add_locked_in_constraints: Add locked in constraints

add_locked_in_constraintsR Documentation

Add locked in constraints

Description

Add constraints to a conservation planning problem to ensure that specific planning units are selected (or allocated to a specific zone) in the solution. For example, it may be desirable to lock in planning units that are inside existing protected areas so that the solution fills in the gaps in the existing reserve network. If specific planning units should be locked out of a solution, use add_locked_out_constraints(). For problems with non-binary planning unit allocations (e.g., proportions), the add_manual_locked_constraints() function can be used to lock planning unit allocations to a specific value.

Usage

add_locked_in_constraints(x, locked_in)

## S4 method for signature 'ConservationProblem,numeric'
add_locked_in_constraints(x, locked_in)

## S4 method for signature 'ConservationProblem,logical'
add_locked_in_constraints(x, locked_in)

## S4 method for signature 'ConservationProblem,matrix'
add_locked_in_constraints(x, locked_in)

## S4 method for signature 'ConservationProblem,character'
add_locked_in_constraints(x, locked_in)

## S4 method for signature 'ConservationProblem,Spatial'
add_locked_in_constraints(x, locked_in)

## S4 method for signature 'ConservationProblem,sf'
add_locked_in_constraints(x, locked_in)

## S4 method for signature 'ConservationProblem,Raster'
add_locked_in_constraints(x, locked_in)

## S4 method for signature 'ConservationProblem,SpatRaster'
add_locked_in_constraints(x, locked_in)

Arguments

x

problem() object.

locked_in

Object that determines which planning units should be locked in. See the Data format section for more information.

Value

An updated problem() object with the constraints added to it.

Data format

The locked planning units can be specified using the following formats. Generally, the locked data should correspond to the planning units in the argument to x. To help make working with terra::rast() planning unit data easier, the locked data should correspond to cell indices in the terra::rast() data. For example, integer arguments should correspond to cell indices and logical arguments should have a value for each cell—regardless of which planning unit cells contain NA values.

data as an integer vector

containing indices that indicate which planning units should be locked for the solution. This argument is only compatible with problems that contain a single zone.

data as a logical vector

containing TRUE and/or FALSE values that indicate which planning units should be locked in the solution. This argument is only compatible with problems that contain a single zone.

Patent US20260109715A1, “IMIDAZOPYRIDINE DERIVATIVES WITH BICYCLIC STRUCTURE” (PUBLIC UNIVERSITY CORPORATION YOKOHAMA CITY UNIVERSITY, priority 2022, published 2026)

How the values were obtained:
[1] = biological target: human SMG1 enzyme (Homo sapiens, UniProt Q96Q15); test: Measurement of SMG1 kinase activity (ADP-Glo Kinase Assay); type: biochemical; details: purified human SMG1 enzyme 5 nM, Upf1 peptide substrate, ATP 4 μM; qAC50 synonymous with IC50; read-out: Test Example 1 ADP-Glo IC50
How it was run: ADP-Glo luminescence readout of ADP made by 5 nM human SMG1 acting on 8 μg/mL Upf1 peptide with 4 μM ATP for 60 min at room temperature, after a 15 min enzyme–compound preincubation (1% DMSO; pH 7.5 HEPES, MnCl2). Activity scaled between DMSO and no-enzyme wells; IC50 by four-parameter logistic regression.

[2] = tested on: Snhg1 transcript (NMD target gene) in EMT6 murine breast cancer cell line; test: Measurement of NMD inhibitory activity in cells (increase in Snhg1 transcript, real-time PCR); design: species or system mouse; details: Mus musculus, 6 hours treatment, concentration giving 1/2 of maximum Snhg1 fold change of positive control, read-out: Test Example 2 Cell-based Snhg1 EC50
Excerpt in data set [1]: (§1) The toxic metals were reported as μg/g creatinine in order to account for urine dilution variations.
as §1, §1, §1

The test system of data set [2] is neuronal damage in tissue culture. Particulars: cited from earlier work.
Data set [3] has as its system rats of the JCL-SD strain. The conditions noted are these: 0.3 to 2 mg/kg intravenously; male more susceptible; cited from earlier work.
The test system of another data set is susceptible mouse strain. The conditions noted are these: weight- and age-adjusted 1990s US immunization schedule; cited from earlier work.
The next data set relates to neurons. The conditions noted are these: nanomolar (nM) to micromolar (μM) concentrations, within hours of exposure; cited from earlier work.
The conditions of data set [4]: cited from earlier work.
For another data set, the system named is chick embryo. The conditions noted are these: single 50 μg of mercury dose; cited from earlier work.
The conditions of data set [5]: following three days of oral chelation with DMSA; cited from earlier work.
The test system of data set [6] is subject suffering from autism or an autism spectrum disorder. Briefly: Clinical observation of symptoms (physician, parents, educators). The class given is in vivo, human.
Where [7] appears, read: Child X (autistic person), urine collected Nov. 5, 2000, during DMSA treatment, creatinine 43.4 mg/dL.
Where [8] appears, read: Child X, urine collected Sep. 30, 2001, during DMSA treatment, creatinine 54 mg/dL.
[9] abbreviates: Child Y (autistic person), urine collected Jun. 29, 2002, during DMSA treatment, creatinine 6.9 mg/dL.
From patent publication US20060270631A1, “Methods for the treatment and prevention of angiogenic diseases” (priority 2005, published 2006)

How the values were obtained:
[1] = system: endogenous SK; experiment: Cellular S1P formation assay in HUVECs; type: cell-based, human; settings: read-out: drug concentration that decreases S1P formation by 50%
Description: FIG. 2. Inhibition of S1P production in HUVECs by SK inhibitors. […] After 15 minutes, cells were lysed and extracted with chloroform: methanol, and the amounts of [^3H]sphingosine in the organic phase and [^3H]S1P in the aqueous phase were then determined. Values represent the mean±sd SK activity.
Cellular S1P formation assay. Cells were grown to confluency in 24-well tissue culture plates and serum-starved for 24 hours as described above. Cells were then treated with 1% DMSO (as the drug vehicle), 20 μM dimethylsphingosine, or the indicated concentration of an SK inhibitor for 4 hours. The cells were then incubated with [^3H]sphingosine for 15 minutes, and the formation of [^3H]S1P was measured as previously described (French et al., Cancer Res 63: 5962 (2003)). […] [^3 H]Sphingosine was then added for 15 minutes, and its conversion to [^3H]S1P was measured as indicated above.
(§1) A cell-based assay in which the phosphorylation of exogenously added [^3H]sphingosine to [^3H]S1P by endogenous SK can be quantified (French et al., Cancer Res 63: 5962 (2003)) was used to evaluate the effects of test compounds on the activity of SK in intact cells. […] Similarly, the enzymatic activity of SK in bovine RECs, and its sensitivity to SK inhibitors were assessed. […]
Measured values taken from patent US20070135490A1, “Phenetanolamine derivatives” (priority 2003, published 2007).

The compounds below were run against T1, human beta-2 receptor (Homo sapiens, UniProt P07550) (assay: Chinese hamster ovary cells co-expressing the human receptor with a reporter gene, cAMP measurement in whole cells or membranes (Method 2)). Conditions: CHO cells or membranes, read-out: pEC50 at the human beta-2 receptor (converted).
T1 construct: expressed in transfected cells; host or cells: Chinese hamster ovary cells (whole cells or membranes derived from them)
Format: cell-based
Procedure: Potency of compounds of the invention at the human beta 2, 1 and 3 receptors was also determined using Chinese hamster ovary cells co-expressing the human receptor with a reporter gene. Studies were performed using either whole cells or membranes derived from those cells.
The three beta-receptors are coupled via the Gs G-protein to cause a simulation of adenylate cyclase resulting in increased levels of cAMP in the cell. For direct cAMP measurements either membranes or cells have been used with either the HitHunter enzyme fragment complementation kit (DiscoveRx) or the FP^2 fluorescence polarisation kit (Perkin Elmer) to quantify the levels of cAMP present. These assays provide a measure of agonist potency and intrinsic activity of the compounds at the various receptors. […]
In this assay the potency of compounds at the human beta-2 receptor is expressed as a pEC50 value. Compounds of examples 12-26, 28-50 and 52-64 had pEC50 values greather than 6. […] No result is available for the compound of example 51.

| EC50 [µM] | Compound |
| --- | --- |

data as a matrix object

containing logical TRUE and/or FALSE values which indicate if certain planning units are should be locked to a specific zone in the solution. Each row corresponds to a planning unit, each column corresponds to a zone, and each cell indicates if the planning unit should be locked to a given zone. Thus each row should only contain at most a single TRUE value.

data as a character vector

containing column name(s) that indicates if planning units should be locked for the solution. This format is only compatible if the planning units in the argument to x are a sf::sf() or data.frame object. The columns must have logical (i.e., TRUE or FALSE) values indicating if the planning unit is to be locked for the solution. For problems that contain a single zone, the argument to data must contain a single column name. Otherwise, for problems that contain multiple zones, the argument to data must contain a column name for each zone.

data as a sf::sf() object

containing geometries that will be used to lock planning units for the solution. Specifically, planning units in x that spatially intersect with y will be locked (per intersecting_units()). Note that this option is only available for problems that contain a single management zone.

data as a terra::rast() object

containing cells used to lock planning units for the solution. Specifically, planning units in x that intersect with cells that have non-zero and non-NA values are locked. For problems that contain multiple zones, the data object must contain a layer for each zone. Note that for multi-band arguments, each pixel must only contain a non-zero value in a single band. Additionally, if the cost data in x is a terra::rast() object, we recommend standardizing NA values in this dataset with the cost data. In other words, the pixels in x that have NA values should also have NA values in the locked data.